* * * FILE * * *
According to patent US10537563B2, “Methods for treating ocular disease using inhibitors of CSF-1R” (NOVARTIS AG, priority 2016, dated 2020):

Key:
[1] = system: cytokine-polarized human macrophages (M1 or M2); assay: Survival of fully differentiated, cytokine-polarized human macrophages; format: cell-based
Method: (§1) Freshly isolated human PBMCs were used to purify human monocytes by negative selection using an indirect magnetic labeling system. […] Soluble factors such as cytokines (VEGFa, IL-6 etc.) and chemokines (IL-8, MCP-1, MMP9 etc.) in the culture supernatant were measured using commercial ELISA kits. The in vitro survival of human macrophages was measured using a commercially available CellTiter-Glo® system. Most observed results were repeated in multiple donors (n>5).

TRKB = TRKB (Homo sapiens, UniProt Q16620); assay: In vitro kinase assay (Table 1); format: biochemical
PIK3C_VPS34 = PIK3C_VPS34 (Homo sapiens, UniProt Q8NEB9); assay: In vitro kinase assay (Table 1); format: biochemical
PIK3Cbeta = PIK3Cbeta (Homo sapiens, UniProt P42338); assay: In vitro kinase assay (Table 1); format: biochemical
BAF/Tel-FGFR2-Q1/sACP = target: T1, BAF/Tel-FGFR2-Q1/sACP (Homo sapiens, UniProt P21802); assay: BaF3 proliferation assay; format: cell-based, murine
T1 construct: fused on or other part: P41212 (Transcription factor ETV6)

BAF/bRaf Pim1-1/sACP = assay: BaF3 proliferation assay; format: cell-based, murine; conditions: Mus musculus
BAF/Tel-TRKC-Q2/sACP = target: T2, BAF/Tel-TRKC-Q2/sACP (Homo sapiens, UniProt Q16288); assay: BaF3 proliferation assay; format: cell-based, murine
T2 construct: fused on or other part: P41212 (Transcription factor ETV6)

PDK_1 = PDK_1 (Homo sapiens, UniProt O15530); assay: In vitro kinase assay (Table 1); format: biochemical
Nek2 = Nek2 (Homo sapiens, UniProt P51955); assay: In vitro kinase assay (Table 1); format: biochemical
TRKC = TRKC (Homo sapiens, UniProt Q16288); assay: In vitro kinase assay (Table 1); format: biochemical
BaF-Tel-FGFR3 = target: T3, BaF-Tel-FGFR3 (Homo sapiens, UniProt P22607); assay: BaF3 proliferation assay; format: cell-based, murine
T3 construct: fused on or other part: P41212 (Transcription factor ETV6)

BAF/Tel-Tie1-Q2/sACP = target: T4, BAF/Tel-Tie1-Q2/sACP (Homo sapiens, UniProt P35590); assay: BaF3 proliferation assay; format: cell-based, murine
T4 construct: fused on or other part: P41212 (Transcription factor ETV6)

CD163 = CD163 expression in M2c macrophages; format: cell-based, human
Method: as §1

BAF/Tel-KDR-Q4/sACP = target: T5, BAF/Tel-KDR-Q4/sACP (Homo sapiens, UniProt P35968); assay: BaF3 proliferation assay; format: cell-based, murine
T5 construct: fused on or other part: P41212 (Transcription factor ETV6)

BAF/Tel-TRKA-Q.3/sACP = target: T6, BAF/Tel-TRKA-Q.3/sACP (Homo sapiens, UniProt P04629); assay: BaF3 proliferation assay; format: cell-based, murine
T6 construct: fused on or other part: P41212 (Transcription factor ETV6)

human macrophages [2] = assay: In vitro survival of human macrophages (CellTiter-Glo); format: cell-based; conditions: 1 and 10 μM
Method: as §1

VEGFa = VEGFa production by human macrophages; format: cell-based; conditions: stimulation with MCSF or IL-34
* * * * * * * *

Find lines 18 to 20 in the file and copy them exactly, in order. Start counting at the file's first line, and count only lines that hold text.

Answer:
BAF/Tel-Tie1-Q2/sACP = target: T4, BAF/Tel-Tie1-Q2/sACP (Homo sapiens, UniProt P35590); assay: BaF3 proliferation assay; format: cell-based, murine
T4 construct: fused on or other part: P41212 (Transcription factor ETV6)

CD163 = CD163 expression in M2c macrophages; format: cell-based, human